For more than 40 years, Cyprus has been a divided island amid fruitless reunification talks.
Talks aimed at ending Cyprus’s decades-old conflict have collapsed without a deal, despite an 11th-hour bid by the UN chief to salvage them.
The failure to reach a deal on Friday follows more than two years of UN-backed efforts to reunify the island and end one of the world’s longest-running political crises.
The talks that began in the Swiss Alpine resort of Crans-Montana on June 28 had been billed as the best chance to end the island’s 40-year division.
One of the biggest areas of disagreement was the future of Turkey’s troop presence on the island and its security guarantee for Turkish Cypriots.
“I am deeply sorry to inform you that despite the very strong commitment and engagement of all the delegations and the different parties … the Conference on Cyprus was closed without an agreement being reached,” said UN Secretary-General Antonio Guterres.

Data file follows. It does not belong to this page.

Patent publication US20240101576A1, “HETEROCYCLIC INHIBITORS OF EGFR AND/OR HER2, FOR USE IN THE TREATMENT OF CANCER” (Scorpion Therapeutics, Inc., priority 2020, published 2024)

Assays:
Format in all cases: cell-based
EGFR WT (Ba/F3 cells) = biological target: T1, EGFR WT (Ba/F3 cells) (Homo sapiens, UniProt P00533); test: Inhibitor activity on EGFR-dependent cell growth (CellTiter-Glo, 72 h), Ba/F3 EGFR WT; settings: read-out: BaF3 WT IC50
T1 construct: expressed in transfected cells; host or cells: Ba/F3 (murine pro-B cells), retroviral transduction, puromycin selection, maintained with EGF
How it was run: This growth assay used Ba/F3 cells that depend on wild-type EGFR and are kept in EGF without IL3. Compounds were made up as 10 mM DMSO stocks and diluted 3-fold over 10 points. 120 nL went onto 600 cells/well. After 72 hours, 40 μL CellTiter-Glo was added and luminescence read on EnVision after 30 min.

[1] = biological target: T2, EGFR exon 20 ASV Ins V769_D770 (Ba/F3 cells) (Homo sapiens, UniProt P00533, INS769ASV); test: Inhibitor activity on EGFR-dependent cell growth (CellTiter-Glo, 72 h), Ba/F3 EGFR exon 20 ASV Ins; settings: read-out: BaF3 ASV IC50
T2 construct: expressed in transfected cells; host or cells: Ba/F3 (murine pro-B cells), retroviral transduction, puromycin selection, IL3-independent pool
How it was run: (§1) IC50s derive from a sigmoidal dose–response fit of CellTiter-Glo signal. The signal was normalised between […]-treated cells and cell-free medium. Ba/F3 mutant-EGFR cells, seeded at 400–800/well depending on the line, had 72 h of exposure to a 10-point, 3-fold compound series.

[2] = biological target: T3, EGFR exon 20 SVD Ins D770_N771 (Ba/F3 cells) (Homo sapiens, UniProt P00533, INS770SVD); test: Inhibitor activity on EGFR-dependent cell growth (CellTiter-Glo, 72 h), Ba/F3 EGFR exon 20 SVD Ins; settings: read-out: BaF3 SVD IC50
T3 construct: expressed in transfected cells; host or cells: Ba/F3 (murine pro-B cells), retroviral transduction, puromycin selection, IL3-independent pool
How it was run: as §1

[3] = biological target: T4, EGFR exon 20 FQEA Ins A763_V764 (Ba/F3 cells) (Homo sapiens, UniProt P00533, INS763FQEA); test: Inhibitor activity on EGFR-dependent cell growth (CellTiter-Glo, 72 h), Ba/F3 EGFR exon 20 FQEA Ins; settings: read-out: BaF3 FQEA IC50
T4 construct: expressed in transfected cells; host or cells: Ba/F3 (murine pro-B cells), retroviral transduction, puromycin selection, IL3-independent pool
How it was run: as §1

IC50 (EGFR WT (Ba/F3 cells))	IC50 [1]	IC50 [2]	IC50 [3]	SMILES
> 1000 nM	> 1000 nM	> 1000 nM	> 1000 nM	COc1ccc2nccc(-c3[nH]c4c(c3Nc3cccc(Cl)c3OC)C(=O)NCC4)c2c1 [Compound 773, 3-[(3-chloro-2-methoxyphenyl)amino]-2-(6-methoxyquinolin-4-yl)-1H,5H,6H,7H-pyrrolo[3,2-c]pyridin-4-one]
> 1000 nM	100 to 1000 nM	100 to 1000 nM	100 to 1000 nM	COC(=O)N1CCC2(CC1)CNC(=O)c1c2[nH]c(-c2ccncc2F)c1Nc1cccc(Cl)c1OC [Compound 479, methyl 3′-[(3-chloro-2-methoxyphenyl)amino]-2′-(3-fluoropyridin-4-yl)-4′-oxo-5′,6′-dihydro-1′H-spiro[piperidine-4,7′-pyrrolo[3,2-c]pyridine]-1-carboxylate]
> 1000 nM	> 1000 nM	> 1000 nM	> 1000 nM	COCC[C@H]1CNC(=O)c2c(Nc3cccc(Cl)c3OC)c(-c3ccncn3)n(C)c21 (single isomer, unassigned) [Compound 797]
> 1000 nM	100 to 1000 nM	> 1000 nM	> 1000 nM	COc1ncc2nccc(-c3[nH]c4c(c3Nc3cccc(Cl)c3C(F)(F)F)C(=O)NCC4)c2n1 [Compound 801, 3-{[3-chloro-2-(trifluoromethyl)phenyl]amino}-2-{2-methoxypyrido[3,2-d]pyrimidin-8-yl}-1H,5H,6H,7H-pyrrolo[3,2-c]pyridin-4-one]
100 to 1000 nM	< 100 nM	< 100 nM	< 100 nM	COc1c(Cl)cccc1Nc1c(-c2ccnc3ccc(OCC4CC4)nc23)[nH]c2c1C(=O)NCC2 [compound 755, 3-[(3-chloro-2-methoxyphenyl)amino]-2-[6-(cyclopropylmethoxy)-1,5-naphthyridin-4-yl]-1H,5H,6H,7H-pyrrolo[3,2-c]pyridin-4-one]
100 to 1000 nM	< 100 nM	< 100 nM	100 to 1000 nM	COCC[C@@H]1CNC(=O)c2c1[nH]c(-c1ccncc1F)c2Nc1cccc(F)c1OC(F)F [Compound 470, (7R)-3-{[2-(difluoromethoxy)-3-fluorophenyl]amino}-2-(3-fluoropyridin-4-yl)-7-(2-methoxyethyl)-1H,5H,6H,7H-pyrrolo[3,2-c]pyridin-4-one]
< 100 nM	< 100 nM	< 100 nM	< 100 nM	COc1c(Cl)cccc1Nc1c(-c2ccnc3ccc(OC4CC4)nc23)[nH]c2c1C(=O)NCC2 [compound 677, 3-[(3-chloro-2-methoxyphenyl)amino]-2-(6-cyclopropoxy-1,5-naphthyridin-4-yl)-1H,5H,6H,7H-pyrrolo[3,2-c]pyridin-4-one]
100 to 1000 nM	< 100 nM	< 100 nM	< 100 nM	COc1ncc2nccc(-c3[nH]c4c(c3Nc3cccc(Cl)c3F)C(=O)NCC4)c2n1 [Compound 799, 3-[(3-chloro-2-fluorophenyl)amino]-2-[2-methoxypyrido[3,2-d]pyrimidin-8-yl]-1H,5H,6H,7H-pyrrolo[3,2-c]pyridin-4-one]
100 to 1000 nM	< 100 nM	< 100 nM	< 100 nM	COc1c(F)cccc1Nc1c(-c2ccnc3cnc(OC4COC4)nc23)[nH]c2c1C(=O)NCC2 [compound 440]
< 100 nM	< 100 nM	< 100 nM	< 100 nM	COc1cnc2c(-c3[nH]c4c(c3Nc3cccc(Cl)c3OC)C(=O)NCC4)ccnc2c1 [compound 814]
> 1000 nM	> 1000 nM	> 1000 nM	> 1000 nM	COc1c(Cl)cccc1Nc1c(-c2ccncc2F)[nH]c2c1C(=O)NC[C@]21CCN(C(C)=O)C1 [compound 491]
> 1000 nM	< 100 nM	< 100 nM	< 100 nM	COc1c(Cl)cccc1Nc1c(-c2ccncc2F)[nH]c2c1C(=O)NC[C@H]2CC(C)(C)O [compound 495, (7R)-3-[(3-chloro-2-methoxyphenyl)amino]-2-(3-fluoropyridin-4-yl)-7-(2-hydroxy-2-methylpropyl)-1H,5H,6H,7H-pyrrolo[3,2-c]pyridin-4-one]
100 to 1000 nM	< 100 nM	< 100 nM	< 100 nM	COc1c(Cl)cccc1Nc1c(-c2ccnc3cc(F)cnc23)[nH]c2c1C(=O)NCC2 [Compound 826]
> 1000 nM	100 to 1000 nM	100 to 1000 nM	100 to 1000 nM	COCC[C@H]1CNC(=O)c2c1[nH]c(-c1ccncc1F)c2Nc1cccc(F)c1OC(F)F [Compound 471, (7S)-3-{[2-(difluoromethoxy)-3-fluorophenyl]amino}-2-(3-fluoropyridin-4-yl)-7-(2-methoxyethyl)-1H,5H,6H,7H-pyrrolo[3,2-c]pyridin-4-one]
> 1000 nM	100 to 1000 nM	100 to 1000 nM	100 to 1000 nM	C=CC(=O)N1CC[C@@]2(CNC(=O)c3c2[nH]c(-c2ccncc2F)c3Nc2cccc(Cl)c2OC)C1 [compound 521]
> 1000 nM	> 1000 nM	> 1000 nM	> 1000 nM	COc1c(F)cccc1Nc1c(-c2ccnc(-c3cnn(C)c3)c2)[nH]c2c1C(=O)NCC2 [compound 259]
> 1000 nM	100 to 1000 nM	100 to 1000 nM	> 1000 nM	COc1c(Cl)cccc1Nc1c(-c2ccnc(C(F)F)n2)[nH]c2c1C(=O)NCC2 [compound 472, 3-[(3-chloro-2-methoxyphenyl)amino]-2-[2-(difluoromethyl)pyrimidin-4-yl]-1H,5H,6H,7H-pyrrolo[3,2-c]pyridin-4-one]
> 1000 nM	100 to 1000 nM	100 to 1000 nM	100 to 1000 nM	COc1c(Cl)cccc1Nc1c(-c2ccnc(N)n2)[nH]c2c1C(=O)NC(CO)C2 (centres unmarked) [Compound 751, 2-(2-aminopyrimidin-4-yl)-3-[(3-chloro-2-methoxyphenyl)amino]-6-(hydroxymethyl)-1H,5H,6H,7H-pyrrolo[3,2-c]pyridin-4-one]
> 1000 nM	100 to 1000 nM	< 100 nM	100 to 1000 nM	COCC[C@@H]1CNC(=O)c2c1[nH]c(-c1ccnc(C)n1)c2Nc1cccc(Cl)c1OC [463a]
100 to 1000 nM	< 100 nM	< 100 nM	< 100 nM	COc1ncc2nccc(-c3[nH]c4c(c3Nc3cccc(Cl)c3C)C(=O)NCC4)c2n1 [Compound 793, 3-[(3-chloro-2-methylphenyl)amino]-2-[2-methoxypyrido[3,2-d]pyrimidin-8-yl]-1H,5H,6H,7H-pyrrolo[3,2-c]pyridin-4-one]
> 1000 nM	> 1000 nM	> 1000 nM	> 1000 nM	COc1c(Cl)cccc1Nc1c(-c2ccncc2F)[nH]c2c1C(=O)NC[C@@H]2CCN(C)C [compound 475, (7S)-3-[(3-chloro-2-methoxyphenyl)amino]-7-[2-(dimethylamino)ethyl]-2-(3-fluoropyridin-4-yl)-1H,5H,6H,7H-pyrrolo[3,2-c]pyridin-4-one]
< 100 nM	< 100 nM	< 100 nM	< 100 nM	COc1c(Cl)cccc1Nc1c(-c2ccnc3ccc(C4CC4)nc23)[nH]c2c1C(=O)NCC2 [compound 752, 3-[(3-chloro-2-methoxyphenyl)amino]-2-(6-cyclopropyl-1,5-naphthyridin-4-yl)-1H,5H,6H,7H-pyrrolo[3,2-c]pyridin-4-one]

Turkish Foreign Minister Mevlut Cavusoglu said Greece’s insistence on no troop presence and an immediate end to its guarantor status would have been unacceptable to Turkish Cypriots.
Cyprus government spokesman Nikos Christodoulides said: “Unfortunately, no breakthrough was made… due to the insistence of the Turkish side to continue with … the Turkish intervention rights in Cyprus as well as the illegal presence of Turkish troops on the island.”
The island has been divided since 1974 when Turkey, one of the three guarantor powers of Cyprus, conducted a military operation there and later occupied its northern third in response to an Athens-inspired coup seeking union with Greece.
Turkey maintains tens of thousands of troops in the breakaway Turkish Republic of Northern Cyprus (TRNC).